Amazon, the e-commerce giant that recently added smartphones to its growing mobile empire, is now turning on another element to bring more users and usage into its mobile business. It will now enable carrier billing, so that when people buy paid apps and make in-app purchases through Amazon’s appstore, they can charge that directly to their phone bills.
Working with UK carrier billing company Bango — a relationship that was first announced way back in December 2011 — Bango says the first market to go live is Germany, with Telefonica’s O2, where it will work over the next year to deploy the service on “certain Amazon mobile applications running on Telefonica devices in Germany.”
In fact, as of this moment, there is only one device where you can see Amazon’s carrier billing services in action: if you use Amazon services on a Samsung Galaxy Mini that is running on the O2 network in Germany, you can charge app purchases directly to your bill, where the charge is deducted in euros or the euro equivalent of Coins, Amazon’s virtual currency. A screenshot of how it looks is on the right, with a more detailed look of how it appears and is activated in the gallery below.
Although it’s taken nearly three years to get Amazon’s first carrier billing service out the door, other expansions may not take as long. For one, right now in Germany, to sell its Fire Phone, Amazon has partnered not with O2, but with rival Deutsche Telekom, owner of T-Mobile.
“The Amazon Fire Phone is connected to a contract with Telekom,” Amazon notes on its German Fire Phone page (via Google translation). “This means that the Fire can only be used with a SIM card from Telekom.”
In other words, if you are one of Amazon’s newest phone customers in the country — with a phone and its ties to a carrier being the most optimal environment to use carrier billing — at this moment you won’t be able to use carrier billing. If you are an Android user on the O2 network that has turned on Amazon’s appstore, you will.
Coincidentally, Bango announced a carrier billing interconnection deal with Deutsche Telekom in Germany just last month. It had worked with the carrier in other markets already.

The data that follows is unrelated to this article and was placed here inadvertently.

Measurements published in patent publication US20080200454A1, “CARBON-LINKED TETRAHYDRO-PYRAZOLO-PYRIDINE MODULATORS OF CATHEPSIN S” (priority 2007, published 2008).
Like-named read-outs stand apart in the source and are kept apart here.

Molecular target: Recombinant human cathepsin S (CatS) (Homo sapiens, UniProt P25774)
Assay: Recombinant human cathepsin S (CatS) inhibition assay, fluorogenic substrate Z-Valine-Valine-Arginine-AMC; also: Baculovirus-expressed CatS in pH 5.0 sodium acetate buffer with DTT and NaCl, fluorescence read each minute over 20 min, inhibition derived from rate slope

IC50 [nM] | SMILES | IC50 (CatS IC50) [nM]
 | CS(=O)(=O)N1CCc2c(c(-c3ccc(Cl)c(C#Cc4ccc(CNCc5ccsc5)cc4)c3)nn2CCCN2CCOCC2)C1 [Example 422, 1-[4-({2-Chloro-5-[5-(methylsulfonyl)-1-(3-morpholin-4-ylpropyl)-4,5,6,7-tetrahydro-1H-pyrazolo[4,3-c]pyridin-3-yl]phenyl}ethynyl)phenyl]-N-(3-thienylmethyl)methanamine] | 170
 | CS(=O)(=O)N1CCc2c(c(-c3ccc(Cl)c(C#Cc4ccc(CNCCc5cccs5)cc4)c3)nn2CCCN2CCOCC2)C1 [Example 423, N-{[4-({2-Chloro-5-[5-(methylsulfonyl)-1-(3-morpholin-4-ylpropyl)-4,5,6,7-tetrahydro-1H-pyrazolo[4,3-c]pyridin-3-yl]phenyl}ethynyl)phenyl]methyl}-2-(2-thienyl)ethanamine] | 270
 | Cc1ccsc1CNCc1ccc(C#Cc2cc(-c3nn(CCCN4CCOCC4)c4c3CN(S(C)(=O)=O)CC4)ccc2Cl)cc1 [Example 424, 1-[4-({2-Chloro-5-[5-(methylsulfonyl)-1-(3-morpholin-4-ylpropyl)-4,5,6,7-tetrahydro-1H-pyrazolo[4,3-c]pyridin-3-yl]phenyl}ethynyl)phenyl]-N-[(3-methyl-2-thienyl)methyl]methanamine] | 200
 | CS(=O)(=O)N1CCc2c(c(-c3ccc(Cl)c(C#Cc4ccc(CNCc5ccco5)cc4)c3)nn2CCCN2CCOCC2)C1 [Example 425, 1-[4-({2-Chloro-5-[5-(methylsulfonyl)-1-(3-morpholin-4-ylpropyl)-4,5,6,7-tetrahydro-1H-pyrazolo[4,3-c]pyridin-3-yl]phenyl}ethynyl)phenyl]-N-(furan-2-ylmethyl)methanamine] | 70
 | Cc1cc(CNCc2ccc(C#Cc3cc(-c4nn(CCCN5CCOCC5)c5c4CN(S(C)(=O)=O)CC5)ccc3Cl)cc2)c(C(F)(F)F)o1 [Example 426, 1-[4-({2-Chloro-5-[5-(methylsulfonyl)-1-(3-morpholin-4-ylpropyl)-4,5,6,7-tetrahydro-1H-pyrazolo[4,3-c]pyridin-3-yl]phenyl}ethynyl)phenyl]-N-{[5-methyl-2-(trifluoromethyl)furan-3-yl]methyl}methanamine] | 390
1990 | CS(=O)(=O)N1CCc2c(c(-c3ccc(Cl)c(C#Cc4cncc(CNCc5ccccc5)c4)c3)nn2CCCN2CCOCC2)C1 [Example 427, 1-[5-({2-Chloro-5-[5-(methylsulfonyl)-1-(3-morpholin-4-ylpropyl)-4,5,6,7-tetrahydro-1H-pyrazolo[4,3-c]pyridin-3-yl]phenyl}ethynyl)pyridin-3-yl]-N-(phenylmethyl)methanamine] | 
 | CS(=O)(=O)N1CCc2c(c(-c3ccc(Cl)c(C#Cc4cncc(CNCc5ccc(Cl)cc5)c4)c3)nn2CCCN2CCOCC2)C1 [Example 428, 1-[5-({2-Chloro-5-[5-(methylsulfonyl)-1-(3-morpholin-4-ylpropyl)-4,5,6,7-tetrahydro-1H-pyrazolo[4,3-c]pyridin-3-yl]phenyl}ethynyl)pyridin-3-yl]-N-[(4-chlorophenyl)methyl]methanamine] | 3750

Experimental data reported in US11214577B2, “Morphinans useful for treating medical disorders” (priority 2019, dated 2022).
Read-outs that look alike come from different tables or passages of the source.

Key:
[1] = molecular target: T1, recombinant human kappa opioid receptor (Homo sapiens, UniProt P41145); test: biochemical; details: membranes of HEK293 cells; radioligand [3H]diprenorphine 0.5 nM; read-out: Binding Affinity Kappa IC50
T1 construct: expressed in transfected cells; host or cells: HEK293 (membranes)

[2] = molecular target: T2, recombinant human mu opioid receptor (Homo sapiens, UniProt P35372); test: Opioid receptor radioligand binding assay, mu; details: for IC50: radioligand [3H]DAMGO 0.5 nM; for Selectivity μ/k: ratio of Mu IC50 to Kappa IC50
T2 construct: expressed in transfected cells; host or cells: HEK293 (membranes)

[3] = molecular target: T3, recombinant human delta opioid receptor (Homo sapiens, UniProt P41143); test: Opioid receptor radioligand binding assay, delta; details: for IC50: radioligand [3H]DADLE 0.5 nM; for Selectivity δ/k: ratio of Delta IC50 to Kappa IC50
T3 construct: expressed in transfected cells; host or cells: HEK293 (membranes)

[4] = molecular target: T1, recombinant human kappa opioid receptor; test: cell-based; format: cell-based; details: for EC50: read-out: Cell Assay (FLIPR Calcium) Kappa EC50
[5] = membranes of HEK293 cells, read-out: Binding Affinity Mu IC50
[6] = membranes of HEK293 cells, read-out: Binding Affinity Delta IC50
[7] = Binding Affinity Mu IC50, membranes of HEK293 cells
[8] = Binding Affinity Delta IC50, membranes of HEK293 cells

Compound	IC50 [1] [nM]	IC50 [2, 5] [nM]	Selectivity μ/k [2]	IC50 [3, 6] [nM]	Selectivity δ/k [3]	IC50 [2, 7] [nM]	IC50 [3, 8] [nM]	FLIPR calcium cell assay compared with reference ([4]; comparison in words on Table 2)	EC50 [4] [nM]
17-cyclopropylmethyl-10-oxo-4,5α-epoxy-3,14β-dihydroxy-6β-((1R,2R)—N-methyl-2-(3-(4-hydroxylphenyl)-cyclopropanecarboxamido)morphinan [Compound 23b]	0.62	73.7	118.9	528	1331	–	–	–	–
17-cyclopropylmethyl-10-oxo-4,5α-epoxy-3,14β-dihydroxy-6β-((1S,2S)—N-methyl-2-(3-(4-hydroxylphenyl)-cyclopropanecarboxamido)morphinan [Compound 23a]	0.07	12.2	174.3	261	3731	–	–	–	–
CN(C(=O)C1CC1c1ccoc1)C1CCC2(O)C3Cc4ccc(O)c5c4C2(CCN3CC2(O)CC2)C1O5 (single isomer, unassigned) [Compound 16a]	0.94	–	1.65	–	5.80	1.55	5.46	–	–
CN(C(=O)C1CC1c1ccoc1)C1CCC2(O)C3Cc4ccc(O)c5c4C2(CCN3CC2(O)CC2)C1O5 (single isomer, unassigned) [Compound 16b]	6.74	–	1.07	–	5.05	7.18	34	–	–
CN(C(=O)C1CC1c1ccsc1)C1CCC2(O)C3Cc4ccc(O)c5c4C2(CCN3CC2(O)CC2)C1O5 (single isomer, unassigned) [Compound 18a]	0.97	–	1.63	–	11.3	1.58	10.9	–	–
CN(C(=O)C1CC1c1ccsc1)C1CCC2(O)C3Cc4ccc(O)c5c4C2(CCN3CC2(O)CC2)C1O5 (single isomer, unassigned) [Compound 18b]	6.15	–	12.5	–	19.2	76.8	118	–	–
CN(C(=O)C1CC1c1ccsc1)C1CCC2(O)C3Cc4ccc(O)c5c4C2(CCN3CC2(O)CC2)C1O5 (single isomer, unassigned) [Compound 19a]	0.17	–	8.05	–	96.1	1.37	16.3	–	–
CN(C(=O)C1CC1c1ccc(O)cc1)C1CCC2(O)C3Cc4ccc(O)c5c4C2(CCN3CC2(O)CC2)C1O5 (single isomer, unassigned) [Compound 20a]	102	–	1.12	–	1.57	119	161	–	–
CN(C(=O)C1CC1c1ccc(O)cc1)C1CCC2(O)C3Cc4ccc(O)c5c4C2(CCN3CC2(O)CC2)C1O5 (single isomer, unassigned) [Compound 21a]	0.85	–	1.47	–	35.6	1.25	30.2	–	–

A number of app store operators have already turned on carrier billing services, and Bango is one of a handful of companies (others include Fortumo and Boku) that enables this.
For its part, Bango already works with Facebook, Google Play, BlackBerry, the Windows Phone Store, and Firefox’s Marketplace, as well as directly with content owners to provide carrier billing, integrating with 120 different mobile operators to link up their back-end billing systems to those app stores and apps. Among those, Telefonica is one of Bango’s biggest customers, so it’s no surprise to see O2 being the first to work with Amazon. (O2 is also the reseller of the Fire Phone in other countries like the UK.)
Notably absent in the above list: Apple.
The company has made a killing with its own iTunes billing system, with more than 800 million accounts set up, most with credit card data; and is now gearing up for Apple Pay, its new mobile payments system that will include its own payment button widget that can run in apps.
But neither of these addresses how Apple might better serve users in emerging markets — which today represent the biggest growth opportunity for smartphone makers after more mature markets like the U.S. have been saturated.
In emerging markets around the world, payment card penetration, and often bank account ownership, is a lot lower, so to grow more app business there — and by default your bigger ecosystem as a hardware maker, and of course phone sales — we often see carrier billing get used as a more significant component in the mix.
Unlike an Amazon, iTunes or PayPal account, carrier billing can linked up for customers who take phones on contract, but it can also work with a pre-pay subscription, deducting the charge from your topped-up phone credits. This has been part of the opportunity that Bango and Telefonica have been trying to tackle.
The logic behind enabling carrier billing is twofold: convenience and security.
On the convenience side, the idea is that by offering users the ability to make one-step, small charges to their bills, they are more likely to buy goods when they don’t have to worry about inputting any charging information or thinking about how to pay for what they’re buying. Their phone bill, in effect, becomes like a frictionless new credit line.
On the security side, given the many breaches we have seen around user data and credit card information, the idea is that a billing agreement already exists between a carrier and a user, so none of that kind of information needs to get shared again.
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